This report examines the 29 deadliest mass shootings in the past 13 years, starting with the shootings at Columbine High School in Colorado in 1999, to identify commonalities and trends. These 29 incidents include shooting incidents in which at least five people were killed.
This Technical Bulletin (TB) provides Communications Security (COMSEC) information regarding custodianship of accounts, accounting/reporting procedures, safeguarding material supply procedures, and Controlling Authority (CONAUTH) responsibilities in accordance with (IAW) COMSEC policy set forth in Army Regulation (AR) 380-40.
This document is intended as the standard U.S. user’s manual for planning and conducting field key generation and OTAD in support of tactical activities. It is targeted primarily at Joint and Intra-Service Operations and Exercises, particularly those involving forces that do not routinely train or operate together. It also has limited application to Combined operations and exercises involving Allied forces that hold OTAR- and OTAT-capable COMSEC equipment
Patrols are one of the most common operations a unit will perform in the counterinsurgency (COIN) environment. A patrol is the basis for many other types of operations. Cordon and search, reconnaissance, demonstration of force, security, and traffic control checkpoints are all activities a unit may perform while on patrol. Patrols are invaluable in the COIN environment because they enable units to interface with the indigenous population and gain human intelligence.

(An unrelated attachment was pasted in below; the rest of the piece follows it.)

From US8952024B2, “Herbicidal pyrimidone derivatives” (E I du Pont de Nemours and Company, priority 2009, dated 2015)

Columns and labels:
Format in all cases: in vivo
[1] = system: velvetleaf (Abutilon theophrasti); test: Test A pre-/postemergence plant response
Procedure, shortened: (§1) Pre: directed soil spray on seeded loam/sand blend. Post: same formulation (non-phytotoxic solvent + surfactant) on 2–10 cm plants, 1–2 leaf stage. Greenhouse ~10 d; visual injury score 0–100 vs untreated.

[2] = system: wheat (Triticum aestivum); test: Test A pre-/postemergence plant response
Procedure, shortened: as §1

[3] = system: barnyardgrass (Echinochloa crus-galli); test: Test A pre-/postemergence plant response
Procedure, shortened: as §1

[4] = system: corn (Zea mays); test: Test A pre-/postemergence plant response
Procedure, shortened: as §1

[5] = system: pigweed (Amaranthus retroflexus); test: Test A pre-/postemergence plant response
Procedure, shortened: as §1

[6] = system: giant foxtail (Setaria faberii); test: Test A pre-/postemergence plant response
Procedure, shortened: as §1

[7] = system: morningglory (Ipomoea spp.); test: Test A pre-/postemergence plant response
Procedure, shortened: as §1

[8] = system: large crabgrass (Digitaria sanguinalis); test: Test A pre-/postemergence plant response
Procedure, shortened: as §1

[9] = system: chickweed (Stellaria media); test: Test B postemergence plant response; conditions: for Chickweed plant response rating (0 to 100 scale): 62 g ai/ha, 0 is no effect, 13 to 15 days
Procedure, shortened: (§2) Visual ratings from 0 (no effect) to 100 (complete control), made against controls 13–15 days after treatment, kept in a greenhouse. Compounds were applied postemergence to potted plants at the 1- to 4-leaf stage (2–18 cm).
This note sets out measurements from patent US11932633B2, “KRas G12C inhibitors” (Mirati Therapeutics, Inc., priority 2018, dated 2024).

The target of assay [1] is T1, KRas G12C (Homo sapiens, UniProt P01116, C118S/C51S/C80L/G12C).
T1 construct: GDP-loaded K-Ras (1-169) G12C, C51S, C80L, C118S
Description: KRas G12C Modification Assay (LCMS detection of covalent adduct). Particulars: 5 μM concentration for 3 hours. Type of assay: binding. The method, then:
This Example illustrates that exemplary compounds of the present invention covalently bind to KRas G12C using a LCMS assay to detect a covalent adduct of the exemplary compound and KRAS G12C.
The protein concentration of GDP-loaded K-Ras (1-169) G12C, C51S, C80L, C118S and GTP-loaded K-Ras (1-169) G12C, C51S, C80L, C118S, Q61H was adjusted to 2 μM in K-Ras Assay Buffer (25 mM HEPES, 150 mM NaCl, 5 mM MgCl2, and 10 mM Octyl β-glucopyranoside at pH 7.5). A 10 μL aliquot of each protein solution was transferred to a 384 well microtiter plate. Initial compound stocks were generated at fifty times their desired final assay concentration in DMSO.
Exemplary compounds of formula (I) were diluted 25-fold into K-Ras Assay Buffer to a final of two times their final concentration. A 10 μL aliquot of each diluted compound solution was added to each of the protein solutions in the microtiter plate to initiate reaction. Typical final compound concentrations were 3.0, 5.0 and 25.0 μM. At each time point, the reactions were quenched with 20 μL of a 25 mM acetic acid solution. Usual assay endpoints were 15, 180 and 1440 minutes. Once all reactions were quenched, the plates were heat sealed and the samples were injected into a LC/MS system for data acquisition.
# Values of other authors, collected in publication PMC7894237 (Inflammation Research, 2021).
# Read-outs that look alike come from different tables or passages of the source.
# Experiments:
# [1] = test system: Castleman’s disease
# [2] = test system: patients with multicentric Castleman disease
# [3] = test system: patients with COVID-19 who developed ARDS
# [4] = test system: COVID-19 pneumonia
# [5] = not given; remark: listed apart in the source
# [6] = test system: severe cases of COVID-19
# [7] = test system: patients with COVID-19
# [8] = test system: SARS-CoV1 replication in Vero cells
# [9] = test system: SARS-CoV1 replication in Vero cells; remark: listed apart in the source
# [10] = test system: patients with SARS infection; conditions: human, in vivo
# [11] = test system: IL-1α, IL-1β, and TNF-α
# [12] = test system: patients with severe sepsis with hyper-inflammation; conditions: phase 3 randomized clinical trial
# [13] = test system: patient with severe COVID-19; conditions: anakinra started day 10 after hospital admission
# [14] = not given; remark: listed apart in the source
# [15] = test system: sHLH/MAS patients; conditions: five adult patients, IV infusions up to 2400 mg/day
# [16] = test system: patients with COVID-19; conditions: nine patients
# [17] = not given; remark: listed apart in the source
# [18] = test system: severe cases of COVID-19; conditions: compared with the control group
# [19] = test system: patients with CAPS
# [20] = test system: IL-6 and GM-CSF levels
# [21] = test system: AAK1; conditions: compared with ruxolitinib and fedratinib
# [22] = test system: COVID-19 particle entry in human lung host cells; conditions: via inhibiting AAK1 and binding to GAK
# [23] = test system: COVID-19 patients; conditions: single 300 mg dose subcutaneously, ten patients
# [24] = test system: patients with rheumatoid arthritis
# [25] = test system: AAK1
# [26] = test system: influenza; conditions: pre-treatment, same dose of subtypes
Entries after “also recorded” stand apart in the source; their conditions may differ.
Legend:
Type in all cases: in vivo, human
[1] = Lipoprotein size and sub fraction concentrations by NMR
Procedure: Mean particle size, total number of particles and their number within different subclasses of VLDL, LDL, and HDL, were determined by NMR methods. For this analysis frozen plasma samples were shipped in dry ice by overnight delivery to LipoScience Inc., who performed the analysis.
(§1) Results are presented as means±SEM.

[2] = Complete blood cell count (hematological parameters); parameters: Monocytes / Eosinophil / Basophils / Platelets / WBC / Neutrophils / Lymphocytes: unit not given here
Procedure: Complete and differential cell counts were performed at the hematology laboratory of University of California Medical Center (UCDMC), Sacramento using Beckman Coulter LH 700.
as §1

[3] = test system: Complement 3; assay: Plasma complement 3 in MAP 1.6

Terrorists or cyber criminals might try to discover vulnerabilities in computer systems by engaging in unauthorized testing of cybersecurity in order to exploit those vulnerabilities during an attack. These attempts might include port scanning, phishing, and password cracking. “Social engineering,” another technique, leverages unwitting insider access by eliciting information about operational and security procedures from employees, personnel, and their associates.